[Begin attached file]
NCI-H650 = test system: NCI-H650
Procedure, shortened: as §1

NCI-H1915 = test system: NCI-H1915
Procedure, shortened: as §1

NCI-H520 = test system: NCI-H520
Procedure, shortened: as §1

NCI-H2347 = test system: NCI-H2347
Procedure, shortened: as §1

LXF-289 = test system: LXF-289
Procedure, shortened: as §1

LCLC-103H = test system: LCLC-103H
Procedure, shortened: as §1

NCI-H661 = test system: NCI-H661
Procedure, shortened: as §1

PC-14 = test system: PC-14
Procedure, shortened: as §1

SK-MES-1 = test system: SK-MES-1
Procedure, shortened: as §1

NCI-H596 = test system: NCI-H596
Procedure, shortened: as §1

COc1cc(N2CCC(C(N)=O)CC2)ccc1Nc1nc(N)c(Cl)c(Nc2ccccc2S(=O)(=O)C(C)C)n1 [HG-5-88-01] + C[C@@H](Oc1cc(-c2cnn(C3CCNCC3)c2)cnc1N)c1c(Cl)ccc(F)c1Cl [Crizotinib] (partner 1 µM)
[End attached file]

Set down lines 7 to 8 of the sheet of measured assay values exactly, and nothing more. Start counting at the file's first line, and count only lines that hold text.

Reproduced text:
NCI-H2347 = test system: NCI-H2347
Procedure, shortened: as §1